If you can’t donate, then signal boost if you can. This deserves all the attention it can get!

The Ally is Dead. Forget the Ally.

It would be so, so nice to live in a bubble where I can assume this shit doesn’t happen, but really, even the social justice community has a lot of cleaning to do in its own house.  Brittney Cooper tells us a story:

Two nights ago I showed up to the Brecht Forum in Brooklyn ready to have a conversation about what we mean when we say “ally, privilege, and comrade.”

I showed up to have that discussion after months of battle testing around these issues in my own crew. Over these months I’ve learned that it is far easier to be just to the people we don’t know than the people we do know.

So there I sat on a panel with a white woman and a Black man. As a Black feminist, I never quite know how political discussions will go down with either of these groups. Still I’m a fierce lover of Black people and a fierce defender of women.

Ms. Cooper’s black male co-panelist began the discussion. So far, so okay, but still in need of more honesty:

The brother shared his thoughts about the need to “liberate all Black people.” It sounded good. But since we were there to talk about allyship, I needed to know more about his gender analysis, even as I kept it real about how I’ve been feeling lately about how much brothers don’t show up for Black women, without us asking, and prodding, and vigilantly managing the entire process.

In a word, I was tired.

I shared that. Because surely, a conversation about how to be better allies to each other, is a safe space.

Emphasis mine. Surely, a panel discussion about how allies can be better, with people chosen for their supposed commitment to social justice, is a safe place for a black woman feminist to talk about how people of higher privilege profiles can be more effective in showing up to the fight for people who have to deal with more shit. Surely, Ms. Cooper should be able to say these things in this setting.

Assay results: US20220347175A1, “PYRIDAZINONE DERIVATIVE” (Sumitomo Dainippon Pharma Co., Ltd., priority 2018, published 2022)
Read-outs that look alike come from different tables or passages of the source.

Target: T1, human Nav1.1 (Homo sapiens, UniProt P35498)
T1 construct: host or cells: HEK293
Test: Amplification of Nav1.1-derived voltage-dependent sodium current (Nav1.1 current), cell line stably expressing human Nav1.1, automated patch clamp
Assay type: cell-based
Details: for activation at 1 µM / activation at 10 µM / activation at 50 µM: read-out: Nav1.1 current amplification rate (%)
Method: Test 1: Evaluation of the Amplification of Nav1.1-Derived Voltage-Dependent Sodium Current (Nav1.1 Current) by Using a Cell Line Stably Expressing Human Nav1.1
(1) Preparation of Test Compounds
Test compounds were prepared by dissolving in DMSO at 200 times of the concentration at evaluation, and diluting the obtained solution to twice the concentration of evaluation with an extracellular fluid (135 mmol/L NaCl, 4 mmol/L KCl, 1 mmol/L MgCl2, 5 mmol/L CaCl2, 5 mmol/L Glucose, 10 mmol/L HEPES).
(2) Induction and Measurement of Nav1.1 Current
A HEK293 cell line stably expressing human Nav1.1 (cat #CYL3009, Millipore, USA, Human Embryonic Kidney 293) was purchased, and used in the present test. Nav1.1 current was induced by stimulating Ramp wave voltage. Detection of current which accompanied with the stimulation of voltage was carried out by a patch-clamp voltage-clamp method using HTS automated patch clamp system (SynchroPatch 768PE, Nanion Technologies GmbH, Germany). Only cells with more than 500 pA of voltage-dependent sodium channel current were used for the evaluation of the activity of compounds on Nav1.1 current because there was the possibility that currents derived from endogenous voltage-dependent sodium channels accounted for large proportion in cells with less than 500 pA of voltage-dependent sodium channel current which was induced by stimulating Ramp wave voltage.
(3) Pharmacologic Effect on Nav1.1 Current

This brother was not having it. He did not plan to be challenged, did not plan to have to go deep, to interrogate his own shit. Freedom-talk should’ve been enough for me.

But I’m grown. And I know better. So I asked for more.

I got cut off, yelled at, screamed on. The moderator tried gently to intervene, to ask the brother to let me speak, to wait his turn. To model allyship. To listen.  But to no avail. The brother kept on screaming about his commitment to women, about all he had “done for us,” about how I wasn’t going to erase his contributions.

Then he raised his over 6 foot tall, large brown body out of the chair, and deliberately slung a cup of water across my lap, leaving it to splash in my face, on the table, on my clothes, and on the gadgets I brought with me.

I will make no bones about this: that man’s behavior on that panel was an act of violence. Even if he didn’t lay a finger on her, his behavior was geared to intimidate, traumatize, and humiliate. Ms. Cooper was not safe on that panel, and her male co-panelist was the reason why, and he made sure she knew it.

I waited for anyone to stand up, to sense that I felt afraid, to stop him, to let him know his actions were unacceptable. Our co-panelist moved her chair closer to me. It was oddly comforting.